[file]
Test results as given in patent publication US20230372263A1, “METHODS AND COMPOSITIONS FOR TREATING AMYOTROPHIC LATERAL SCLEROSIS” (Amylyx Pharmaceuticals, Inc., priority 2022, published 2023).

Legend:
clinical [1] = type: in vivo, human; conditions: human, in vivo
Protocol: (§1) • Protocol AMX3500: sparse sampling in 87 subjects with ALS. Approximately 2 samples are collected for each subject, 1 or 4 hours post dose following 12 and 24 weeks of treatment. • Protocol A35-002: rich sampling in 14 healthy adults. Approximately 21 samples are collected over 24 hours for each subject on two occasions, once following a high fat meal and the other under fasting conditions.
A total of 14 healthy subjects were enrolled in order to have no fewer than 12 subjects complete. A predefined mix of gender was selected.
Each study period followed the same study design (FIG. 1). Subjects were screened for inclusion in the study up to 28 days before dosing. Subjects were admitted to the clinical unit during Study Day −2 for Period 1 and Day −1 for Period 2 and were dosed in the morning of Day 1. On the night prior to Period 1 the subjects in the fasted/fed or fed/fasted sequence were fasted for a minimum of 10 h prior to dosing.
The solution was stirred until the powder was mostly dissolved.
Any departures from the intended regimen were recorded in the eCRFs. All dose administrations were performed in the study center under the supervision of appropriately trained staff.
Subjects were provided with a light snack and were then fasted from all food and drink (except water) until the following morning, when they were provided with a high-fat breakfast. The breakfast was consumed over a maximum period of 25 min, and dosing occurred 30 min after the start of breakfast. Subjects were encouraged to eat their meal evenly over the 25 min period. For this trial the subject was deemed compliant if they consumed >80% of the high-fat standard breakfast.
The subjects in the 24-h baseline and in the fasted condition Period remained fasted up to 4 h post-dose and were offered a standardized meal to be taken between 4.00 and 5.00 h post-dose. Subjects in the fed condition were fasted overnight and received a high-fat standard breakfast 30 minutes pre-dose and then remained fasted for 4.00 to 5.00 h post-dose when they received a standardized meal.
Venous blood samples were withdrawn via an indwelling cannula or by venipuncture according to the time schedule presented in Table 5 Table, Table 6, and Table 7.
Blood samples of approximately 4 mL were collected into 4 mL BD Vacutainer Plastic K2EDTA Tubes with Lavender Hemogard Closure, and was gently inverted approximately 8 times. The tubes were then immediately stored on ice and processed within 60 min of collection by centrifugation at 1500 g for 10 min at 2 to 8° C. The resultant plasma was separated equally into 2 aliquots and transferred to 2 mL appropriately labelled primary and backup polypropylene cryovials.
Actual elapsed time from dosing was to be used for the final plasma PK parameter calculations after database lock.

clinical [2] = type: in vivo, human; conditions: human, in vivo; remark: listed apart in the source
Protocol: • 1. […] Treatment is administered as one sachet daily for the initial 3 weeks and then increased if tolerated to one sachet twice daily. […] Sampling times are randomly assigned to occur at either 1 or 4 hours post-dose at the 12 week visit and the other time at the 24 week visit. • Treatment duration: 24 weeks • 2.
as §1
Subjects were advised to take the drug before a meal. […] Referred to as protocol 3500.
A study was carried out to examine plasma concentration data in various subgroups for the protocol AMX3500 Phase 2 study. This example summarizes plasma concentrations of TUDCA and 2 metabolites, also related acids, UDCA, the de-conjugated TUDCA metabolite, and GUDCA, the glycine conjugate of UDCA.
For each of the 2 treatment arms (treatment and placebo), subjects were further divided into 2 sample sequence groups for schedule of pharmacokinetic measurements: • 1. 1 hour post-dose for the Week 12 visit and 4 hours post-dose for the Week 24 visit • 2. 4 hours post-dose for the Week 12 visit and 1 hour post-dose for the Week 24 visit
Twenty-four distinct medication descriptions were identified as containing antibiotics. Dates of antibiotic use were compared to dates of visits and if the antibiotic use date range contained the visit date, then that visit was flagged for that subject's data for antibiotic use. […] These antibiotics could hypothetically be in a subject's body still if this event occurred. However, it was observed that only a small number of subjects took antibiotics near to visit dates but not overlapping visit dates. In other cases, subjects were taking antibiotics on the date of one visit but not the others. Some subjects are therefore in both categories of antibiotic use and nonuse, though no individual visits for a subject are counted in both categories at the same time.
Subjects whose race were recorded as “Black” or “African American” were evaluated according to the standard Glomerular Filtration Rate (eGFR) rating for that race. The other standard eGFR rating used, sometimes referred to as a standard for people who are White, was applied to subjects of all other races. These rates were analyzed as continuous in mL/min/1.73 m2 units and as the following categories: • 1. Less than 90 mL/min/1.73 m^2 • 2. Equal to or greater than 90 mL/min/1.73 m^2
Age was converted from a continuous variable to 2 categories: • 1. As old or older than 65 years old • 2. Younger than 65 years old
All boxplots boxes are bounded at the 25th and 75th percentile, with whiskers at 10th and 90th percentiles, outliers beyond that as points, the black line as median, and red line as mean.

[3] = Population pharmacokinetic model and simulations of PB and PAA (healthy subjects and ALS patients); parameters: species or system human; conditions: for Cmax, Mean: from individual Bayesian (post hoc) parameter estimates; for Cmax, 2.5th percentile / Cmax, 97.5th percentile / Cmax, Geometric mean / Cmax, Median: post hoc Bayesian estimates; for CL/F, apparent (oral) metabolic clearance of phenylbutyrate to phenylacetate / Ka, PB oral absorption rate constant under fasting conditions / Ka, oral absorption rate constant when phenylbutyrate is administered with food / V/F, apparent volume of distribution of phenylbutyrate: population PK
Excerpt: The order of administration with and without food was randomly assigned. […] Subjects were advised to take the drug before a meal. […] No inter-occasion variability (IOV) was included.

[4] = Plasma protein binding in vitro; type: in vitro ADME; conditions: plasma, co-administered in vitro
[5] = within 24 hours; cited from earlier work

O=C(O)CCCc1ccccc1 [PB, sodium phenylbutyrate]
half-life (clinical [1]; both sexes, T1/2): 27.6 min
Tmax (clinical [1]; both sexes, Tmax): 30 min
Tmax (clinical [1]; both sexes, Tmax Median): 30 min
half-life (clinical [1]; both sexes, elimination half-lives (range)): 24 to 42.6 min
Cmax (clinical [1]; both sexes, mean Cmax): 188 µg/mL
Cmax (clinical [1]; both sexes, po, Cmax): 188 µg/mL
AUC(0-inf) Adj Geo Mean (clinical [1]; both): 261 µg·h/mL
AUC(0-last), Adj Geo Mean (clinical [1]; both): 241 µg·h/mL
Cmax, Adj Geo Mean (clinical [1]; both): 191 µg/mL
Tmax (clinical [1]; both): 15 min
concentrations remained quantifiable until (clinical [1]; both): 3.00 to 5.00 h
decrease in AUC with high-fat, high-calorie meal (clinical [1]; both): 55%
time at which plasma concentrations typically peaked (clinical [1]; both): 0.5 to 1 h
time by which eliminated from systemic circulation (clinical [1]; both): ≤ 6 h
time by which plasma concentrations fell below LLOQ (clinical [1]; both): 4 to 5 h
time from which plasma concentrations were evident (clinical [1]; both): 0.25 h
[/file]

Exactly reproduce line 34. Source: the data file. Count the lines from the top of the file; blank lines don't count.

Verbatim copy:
Cmax (clinical [1]; both sexes, po, Cmax): 188 µg/mL